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How much PAR are your orchids getting?

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southernbelle

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I think that Debra (Southernbelle) and I are using Apogee Quantum Flux model MQ 500 full spectrum meters for our readings. The photon flux readings are filtered to show only what is coming in the PAR range. The available published information in greenhouse locations gives peak light intensity for Cattleyas and Dendrobiums in the 300-600 micro moles/m2/sec range. This would be summer noon peaks. For indoor continuous light, this would translate to half this amount (150-300) to give the same total light over the same number of day length. A reading of 400 micro moles/m2/sec under LED lights would likely be more than what most higher light orchids would need.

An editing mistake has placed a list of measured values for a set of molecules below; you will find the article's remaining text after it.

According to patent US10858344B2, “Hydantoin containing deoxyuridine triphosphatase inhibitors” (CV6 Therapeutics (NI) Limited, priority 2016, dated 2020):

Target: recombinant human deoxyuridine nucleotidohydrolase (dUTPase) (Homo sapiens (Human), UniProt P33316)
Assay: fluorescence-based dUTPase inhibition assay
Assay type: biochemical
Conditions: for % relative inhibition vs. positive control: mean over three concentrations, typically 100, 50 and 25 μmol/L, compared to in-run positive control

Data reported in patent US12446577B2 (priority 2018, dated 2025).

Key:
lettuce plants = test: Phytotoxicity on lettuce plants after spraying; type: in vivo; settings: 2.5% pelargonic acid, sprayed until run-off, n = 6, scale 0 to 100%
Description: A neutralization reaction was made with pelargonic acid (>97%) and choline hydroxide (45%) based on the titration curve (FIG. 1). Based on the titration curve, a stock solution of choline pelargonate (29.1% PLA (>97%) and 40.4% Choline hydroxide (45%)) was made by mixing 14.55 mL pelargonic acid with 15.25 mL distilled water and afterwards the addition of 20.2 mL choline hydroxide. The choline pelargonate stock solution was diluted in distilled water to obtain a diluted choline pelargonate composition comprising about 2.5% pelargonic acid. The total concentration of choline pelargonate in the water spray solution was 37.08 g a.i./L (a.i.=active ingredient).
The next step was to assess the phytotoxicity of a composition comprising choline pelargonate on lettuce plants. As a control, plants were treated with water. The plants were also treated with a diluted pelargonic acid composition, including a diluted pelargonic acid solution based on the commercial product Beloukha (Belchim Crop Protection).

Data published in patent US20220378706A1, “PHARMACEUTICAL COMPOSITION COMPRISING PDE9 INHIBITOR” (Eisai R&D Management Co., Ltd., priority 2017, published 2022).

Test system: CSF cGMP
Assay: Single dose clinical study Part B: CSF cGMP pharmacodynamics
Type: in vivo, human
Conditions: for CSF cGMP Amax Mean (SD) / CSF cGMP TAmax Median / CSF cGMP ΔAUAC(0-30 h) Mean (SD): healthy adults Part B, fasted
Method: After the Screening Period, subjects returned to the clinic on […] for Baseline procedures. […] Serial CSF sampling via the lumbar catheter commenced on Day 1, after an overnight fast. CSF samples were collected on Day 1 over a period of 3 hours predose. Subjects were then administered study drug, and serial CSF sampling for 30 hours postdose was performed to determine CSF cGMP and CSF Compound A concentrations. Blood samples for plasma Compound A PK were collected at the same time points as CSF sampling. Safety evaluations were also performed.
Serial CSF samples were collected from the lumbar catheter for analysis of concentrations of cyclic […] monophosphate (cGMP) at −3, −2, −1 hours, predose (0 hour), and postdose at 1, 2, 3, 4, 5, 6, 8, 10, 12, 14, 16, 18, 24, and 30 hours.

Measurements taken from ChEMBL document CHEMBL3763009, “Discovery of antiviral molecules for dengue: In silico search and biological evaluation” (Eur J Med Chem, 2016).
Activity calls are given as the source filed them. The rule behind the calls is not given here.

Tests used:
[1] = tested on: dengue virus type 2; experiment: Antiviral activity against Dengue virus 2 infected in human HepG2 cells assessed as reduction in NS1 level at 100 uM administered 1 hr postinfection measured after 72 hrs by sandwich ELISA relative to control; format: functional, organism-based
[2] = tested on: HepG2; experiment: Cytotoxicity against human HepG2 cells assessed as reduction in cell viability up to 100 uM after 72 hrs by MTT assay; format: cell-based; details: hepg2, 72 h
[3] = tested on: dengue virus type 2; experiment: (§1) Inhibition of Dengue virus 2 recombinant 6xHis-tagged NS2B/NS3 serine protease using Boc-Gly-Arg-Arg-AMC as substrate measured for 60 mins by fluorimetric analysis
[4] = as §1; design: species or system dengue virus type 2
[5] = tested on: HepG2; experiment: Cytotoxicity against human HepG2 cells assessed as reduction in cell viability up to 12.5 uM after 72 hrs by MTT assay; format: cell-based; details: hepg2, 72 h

Terry, I stand corrected and thank you. Of course, you are right, my Quantum Flux is the MQ 500 not the 200. I mis-spoke. By the way, the very tall Lc. ‘Aphrodite’ that we spoke about today is under 3 tubes 20” above leaf canopy.
 

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Bits of black electrical tape...
Hi ray, just to confirm, your suggestion for phals is lower intensity for longer period?

can you elaborate on period? Do you mean shorter days = less than 12 hrs light? What if its constant 12hrartificial light?

TIA
ace
 

Ray

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What I was trying to convey in that last paragraph is that many phals are near-equatorial in origin, so get long days naturally. Plus they are deep understory plants, so live in deep shade. When we grow them in shorter-day environments and expose them to more light, they may be getting the equivalent DLI, but it puts them at a physiological disadvantage.

If, on the other hand, we continue to grow them at lower light levels (and are tolerant of the time it takes them to adjust to that), once they have adjusted, they will bloom much better.